Monday, August 20, 2018

IndyFringe '18 Character Study: Tristan Ross / Footworm the Musical

Character Study: Tristan Ross

If you’ve ever sat in the audience of an IndyFringe show, you probably know him. You probably heard him before you saw him. You would know that laugh anywhere. You probably thought he was putting you on. You might have even got angry at him for laughing at seemingly inappropriate places. Phil Van Hest said it best during one of his sets, when a slow maniacal chuckle erupted from the back of the room: “Did someone just turn evil?”

Tristan Ross is a character, and Indy is fortunate to have him in its cast of talented and passionate artists. He is the artistic director of the theater company No Holds Bard, which he founded in 2009, and has been praised for his adaptations, direction, designing, and acting in a handful of Shakespeare plays over the last several years. In addition to Shakespeare, he also recently directed a hilarious rendition of Rhinoceros by Eugène Ionesco.* He also writes original plays that have been making audiences say, “HUH?” for several years. In 2014, he unleashed the hugely popular Classiest F^#%ing Show Ever, except he didn’t bleep the word. (All of these groups this year at IndyFringe using that word in their titles? They copied Tristan.)

This year at IndyFringe, he offers up Footworm,The Musical:

When a hard-nosed newspaper editor injures her foot in a river, her active lifestyle is put on hold while she recuperates. She is able to take this time to reconnect with her love of Shakespeare and, through that, find a love living inside of her that she never thought possible.

I talked to Tristan earlier this week about his latest creation. Here’s his complete explanation of the premise, his process for development, and his inspiration for creating it.

“Well Noelle got a parasite, and she had some YouTube videos of it being removed, and I thought, ‘Hmm. That would make a great musical.’’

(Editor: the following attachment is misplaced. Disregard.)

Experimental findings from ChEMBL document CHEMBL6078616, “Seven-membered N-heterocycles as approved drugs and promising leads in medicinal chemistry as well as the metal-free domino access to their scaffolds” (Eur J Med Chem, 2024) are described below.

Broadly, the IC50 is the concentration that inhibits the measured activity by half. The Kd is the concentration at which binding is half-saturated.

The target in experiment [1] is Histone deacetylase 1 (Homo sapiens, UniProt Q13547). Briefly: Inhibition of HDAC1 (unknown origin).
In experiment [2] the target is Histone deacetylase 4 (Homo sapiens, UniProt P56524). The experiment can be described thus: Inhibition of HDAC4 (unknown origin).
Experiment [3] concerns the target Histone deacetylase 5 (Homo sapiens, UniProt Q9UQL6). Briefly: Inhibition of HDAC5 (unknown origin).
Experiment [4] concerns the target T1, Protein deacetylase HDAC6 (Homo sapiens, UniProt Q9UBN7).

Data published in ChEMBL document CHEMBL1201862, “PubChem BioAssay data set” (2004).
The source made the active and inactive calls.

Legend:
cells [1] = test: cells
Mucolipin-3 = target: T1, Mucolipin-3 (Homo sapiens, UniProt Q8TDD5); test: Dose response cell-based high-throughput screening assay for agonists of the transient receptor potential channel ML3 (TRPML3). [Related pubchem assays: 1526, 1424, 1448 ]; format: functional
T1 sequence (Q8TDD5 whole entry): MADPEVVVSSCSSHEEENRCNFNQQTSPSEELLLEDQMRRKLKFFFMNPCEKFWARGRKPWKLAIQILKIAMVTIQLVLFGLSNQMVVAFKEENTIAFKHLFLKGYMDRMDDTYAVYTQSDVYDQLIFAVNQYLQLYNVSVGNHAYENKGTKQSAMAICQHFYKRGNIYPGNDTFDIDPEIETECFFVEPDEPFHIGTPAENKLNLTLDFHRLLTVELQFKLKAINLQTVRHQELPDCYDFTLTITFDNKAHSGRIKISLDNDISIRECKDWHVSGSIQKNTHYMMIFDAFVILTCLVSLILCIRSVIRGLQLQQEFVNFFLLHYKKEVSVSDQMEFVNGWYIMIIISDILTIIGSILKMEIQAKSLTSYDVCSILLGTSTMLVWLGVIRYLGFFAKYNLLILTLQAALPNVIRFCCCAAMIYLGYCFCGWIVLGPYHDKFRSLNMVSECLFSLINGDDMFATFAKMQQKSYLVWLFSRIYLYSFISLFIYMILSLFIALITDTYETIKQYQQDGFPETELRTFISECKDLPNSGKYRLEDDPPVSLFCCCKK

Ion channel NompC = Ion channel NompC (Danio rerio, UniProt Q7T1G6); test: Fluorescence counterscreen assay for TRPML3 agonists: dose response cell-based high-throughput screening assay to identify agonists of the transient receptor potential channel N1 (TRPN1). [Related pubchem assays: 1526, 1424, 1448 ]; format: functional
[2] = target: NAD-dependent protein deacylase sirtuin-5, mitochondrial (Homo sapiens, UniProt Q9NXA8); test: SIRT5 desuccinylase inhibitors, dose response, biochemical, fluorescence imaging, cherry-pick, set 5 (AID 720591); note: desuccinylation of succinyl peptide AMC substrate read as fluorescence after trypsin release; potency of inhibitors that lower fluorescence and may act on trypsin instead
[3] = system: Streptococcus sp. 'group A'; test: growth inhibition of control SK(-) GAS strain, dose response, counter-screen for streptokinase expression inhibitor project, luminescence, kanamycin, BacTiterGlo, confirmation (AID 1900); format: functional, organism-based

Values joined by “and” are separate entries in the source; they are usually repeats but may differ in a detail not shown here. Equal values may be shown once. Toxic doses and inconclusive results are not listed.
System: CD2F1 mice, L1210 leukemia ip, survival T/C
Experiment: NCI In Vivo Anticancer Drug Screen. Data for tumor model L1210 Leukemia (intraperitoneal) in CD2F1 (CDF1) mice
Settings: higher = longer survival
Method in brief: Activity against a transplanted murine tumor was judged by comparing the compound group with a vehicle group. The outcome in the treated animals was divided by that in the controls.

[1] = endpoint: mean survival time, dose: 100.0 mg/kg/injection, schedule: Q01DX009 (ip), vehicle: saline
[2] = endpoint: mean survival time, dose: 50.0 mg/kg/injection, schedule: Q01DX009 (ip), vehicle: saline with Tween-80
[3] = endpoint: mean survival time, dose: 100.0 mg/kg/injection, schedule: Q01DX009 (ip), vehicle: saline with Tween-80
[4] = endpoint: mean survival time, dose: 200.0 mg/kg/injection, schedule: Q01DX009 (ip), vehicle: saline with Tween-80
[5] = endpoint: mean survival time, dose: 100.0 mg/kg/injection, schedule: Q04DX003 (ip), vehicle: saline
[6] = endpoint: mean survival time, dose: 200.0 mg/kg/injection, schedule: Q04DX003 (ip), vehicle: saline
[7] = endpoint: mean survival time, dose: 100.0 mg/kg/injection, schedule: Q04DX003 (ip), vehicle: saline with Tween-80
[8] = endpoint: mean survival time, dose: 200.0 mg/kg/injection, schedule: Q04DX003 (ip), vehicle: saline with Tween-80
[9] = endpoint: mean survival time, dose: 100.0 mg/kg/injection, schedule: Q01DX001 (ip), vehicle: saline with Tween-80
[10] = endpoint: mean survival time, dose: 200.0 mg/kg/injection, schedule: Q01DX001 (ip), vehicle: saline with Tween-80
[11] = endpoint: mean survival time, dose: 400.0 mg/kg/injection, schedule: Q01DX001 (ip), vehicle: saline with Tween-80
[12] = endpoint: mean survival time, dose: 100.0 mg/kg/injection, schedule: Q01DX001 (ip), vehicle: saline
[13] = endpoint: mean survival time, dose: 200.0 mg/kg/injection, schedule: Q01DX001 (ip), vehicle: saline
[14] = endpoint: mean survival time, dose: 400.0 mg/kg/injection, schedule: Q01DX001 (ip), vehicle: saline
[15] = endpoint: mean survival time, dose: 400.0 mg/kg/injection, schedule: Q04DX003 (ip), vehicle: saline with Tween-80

Tristan is a man of hearty room-erupting laughs but few words. Getting him to talk about his own work is like trying to surgically remove a stubborn parasite from its host with an ice cream scoop that kinda stinks on the account of the remnants of the hemorrhoidectomy for which it was just used.

With much cajoling, I finally got him to do something he hates doing: talk about his own work. “Noelle (a close friend of his who has a reputation of being Conan the Grammarian and unnecessarily active in the outdoors) was playing in a river. She cut her foot on a rock, and later her foot swelled up. Turns out she took on a parasite, a round worm to be precise, which caused a nasty infection. There were some YouTube videos of the parasite being removed, and I saw them, and thought, 'Huh. That would make a great musical.'” 

He began crafting a plot and put in a call to local actor and musician Davey Pelsue: “Hello, Davey. How are you? This is Tristan. Say, would you be interested in writing a musical with me about woman who gets a worm in her foot?” to which Davey replied, “Yeah!” Tristan reiterated his joy to me: “Davey was down with writing a musical about a parasite! I’m a huge fan of Davey.”

We caught the show on its opening night (sort of-- a Mariachi band mix-up preempted all Fringe shows slotted for that venue on the actual opening night) in a 10:30 pm time slot, by which time we were pretty bleary eyed. While the premise is completely weird, the plot is well crafted, the characters developed and quirky, the pacing swift, and the songs  a total blast. You really did sing a long. It’s one of those shows where you purposely hold back your laughs because the jokes come at you so fast you don’t want to miss one. There were many times when I wish I’d had a PAUSE and REWIND button for this show. In addition to the fantastic writing, the chemistry of the actors was outstanding, and the timing impeccable. I got the feeling that the cast had a lot of input as they worked their way through rehearsals, and the results of their collaborative effort should be applauded.